Things Are Getting Stranger on the Shore by Mordecai Smyth

Release date: May 27, 2022
Label: Mega Dodo Records

Described by this next artist on the Bandcamp website, “Imagine Van der Graaf Generator on Quaaludes and you’re the way there.” That’s right on the money of the first artist who not only lives deep in the suburban area of Berkshire, but the first artist to be signed on the Mega Dodo label, eleven years ago. His name is Mordecai Smyth.

He has released so far two studio albums (Sticky Tape and Rust, The Mayor of Toytown is Dead) from 2013 to 2017. He takes inspiration from the late ‘60s and early ‘70s of the British progressive rock movement. He’s received critical acclaim on the American Goldmine magazine section of Dave Thompson’s, ‘Spin Cycle’.

With Things Are Getting Stronger on the Shore, Mordecai dives into the oceanic cities of wonder. It’s not just the four letter “P” word, but an alternate approach to the genre also. There’s a nod to the Netherland’s answer of the Canterbury scene with Supersister by channeling a trip-hop attitude from Simmonds’ drum work. It all starts off with the opener, ‘In Your Dark Space’.

He adds the textures on ‘No Tree Will Grow (On Too High a Mountain)’ from the band’s second 1971 release, To The Highest Bidder, and bringing the underground scenes of the red Polydor label to life. The psychedelia lullaby turned acoustic waltz on the ‘Fear of Flying’ brings its Beatle-sque atmospheres by going in Mordecai’s answer to his Yellow Submarine.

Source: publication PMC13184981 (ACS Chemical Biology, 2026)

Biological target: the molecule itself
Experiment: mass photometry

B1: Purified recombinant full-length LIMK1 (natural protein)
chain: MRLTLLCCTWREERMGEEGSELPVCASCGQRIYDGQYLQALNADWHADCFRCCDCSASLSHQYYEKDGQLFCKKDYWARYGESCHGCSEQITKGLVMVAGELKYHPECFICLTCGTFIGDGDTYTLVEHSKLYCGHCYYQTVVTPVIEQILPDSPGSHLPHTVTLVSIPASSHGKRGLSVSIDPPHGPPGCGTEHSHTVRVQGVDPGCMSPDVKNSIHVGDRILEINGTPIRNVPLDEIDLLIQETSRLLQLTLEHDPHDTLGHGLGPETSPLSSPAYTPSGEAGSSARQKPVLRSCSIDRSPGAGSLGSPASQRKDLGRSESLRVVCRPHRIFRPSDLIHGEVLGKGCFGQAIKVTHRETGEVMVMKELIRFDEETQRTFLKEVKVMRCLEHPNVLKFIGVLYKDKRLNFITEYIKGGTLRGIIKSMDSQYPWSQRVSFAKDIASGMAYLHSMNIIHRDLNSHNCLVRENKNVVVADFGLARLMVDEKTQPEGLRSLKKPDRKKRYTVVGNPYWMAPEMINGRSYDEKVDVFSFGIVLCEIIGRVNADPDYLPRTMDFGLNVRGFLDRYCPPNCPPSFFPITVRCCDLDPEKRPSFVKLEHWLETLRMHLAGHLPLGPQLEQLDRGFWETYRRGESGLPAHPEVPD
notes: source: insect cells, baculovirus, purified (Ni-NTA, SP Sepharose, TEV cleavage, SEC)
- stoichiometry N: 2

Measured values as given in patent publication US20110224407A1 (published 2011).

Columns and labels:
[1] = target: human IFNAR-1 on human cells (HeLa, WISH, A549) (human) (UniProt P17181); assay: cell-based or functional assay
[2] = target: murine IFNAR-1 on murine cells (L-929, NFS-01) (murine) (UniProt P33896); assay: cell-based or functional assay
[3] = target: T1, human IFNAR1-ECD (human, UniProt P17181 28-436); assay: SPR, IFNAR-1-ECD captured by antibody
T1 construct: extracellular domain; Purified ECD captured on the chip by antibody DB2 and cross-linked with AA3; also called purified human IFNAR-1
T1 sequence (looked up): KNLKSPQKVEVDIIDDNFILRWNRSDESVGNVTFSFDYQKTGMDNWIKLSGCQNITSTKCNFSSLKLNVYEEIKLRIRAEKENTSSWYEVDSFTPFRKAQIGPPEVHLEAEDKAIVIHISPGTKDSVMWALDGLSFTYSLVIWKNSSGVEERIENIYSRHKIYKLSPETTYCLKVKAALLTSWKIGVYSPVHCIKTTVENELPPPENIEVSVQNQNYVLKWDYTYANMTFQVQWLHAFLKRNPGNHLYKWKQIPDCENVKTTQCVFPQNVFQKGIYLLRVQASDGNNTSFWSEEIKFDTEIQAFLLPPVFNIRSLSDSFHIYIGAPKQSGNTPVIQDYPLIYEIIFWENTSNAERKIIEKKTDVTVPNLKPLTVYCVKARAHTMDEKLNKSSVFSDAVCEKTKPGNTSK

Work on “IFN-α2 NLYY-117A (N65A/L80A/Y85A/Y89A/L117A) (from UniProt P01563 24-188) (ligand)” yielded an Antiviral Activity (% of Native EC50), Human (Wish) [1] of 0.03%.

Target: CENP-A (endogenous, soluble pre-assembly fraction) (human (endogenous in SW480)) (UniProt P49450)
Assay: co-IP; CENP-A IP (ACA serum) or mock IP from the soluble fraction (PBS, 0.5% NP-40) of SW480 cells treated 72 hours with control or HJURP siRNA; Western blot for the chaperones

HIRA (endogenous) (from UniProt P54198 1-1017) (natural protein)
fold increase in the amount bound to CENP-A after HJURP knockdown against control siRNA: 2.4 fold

With ‘Mercy’, he walks into the territories for a split second of Stomu Yamashta before diving into another acoustic watery arrangement of unknown worlds while the mournful remembrance of ‘The Upholster’s Wife’ as it binds to Landmarq’s ‘Personal Universe’ before Deborah Pikes takes center stage with Renaissance’s Jon Camp by taking a trip ‘Out of Thin Air’ with arrangements inspired from Scheherazade & Other Stories.

Floating fretless bass lines, the sound of the carnival, and mellotron wonders of the signal that are waiting for us to join the party. The 15-minute epic ‘That Late Autumn Sun’ starts off with an English countryside acoustic walk home in the middle of autumn before the door is kicked down with blaring electricity of saying your final goodbyes with an appreciation from Tim Bowness.

And what happens next? Well, Crystal Jacqueline takes over on lead vocals in a shining form, preparing herself to go to battle. With Smyth taking a break, Crystal and her fellow comrade’s walk into Tomaso Albinoni’s movement in G minor for a brief moment as Mordecai brings out these Morse code effects for Crystal to come back to Earth.

The band members descends the storms of Julian’s Treatment, Catapilla, and a combination of Babe Ruth’s Jenny Haan and Earth & Fire’s Jerney Kaagman to close the track out in a blazing glory. Mordecai’s latest album is filled with twists & turns. But he’s brought enough energy by not backing down without a fight, and kicking a huge amount of ass that’ll make the radio DJs who do the top 40, cry home to mommy.

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